The knives are out and then some in “Full River Red,” a darkly entertaining exercise in twist-twist-stab-stab from Chinese director Zhang Yimou. Set on a long, dark and increasingly bloody night in a Song dynasty military stronghold, this 12th-century comic mystery opens with a touch of “Macbeth”: a visiting leader is found murdered in his bed, suspicion immediately falls over the guards, before peeling back layer after layer of Agatha Christie-esque puzzle-box intrigue. But Zhang’s authorial touch is unmistakable in the labyrinthine palace intrigues, phalanxes of armed soldiers and ferocious bursts of action, plus the climactic nationalist overtones of a story pitting the will of several individuals against the fate of an empire.
That fate hangs in the balance throughout the film, which takes place during a détente between the rival Song and Jin dynasties, and begins in the middle of the night with a whirlwind of violence. The victim is a Jin diplomat who has come to negotiate with the Song Prime Minister, Qin Hui (Lei Jiayin), and whose death immediately triggers executions among the soldiers tasked with protecting him. One who survives, apparently by sheer luck, is a bumbling comedian named Zhang Da (the comedian Shen Teng), who somehow becomes the story’s reluctant detective: ordered to find out who the perpetrator was before dawn, what which basically gives her only two hours before him too. , he will face the possibility of execution.
Running a hefty, not entirely accountable 157 minutes, “Full River Red” takes place in near real time. We are with Zhang Da throughout most of the time as he and a stern deputy commander, Sun Jun (Jackson Yee, an incredibly effective foil), question those who were among the last to see the diplomat alive, including a night watchman and a group of female cheerleaders. Chief among the latter is the evocatively named zither (Wang Jiayi, very good), a beautiful dancer who turns out to be as formidable a foe as any of the high-ranking officials in the mix, including He Li (Zhang Yi) and Wu. . Yichun (Yue Yunpeng).
Almost all interrogations end badly and with blood; even by classic detective story standards, Zhang Yimou and Chen Yu’s intricate script boasts a heavy body count. Accusations are hurled left and right, throats are slashed and pierced, and there is much talk of a jeweled dagger with a retractable blade. An anachronism? Maybe. (The hints of punk and electronica in Han Hong’s folk-derived score are an even bolder departure from the strict authenticity of the period.) weapons and countless shrewd investments.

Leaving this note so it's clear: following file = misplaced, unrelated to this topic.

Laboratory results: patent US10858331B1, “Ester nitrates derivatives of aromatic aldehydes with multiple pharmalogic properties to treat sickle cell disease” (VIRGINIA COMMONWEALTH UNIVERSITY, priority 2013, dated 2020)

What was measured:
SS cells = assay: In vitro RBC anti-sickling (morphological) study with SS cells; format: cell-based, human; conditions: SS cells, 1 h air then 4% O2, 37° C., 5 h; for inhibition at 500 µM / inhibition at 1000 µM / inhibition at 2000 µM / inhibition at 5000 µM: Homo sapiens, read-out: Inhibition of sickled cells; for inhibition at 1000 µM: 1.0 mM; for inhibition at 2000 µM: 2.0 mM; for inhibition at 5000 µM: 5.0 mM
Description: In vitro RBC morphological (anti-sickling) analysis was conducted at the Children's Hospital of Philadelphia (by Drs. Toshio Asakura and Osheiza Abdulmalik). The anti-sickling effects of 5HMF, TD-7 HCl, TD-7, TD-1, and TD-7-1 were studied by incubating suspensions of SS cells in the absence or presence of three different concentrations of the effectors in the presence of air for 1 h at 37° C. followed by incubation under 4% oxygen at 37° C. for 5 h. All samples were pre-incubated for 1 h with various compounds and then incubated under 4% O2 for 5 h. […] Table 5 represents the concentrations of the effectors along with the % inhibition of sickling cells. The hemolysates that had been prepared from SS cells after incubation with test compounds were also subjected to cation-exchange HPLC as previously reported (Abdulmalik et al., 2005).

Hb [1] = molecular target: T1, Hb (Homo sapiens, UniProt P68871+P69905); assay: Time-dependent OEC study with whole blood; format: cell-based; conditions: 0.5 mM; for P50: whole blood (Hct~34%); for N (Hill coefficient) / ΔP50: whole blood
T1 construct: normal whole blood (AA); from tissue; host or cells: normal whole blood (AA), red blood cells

The director’s devotees may sometimes be reminded of his superbly elaborate 2002 martial arts drama “Hero,” which also turned his characters into living chess pieces in a plot to challenge the imperial powers. However, the similarities are more thematic and structural than stylistic. Unlike “Hero,” with its retina-tickling pops of color, “Full River Red,” while as impeccably staged as all of Zhang’s work, has a more functional and inelegant look. Until dawn breaks in the film’s hectic final stretch, the darkness-cloaking cinematography (by Zhao Xiaoding) bathes everyone in subdued, somber blues, offset only by the occasional bar of red. (At times he leans toward the monochrome intensity of “Shadow,” a stylish highlight of the director’s recent filmography.)
The monotony is not purely visual. Despite its whiplashes of violence and hints of humor — mostly courtesy of Teng’s Zhang Da, whose often goofy and impulsive behavior doubles as a red herring — the film deliberately induces a kind of claustrophobia, a sense of entrapment. That’s appropriate enough; You’re supposed to feel the noose tighten around each character’s neck, though sometimes the tension slackens and the story threatens to collapse under the weight of its many convolutions. The pace is modulated by occasional energetic interstitial shots of the characters running from one part of the fortress to another, sometimes filming them from above, allowing us to visualize them making their way through a physical and psychological maze.
What lies at the heart of the maze is best not divulged too explicitly here, though it may explain why the film has become a box office success (it has grossed over $600 million at home) and the biggest commercial success for the prolific Zhang’s film, alternatively. haunted and beleaguered career. “Full River Red” is the title of a famous poem, lament, and war cry (“There we will feast on barbarian meat”), believed to have been written by Song dynasty general Yue Fei. , which almost everyone in China is said to know by heart. That adds more than a touch of jingoism to this hilarious mechanical parlor trick, generating a rush of excitement that can make your heart sink or soar.
‘Full River Red’
In Mandarin with English subtitles
Execution time: 2 hours, 37 minutes
Playing: Starts March 17 in general release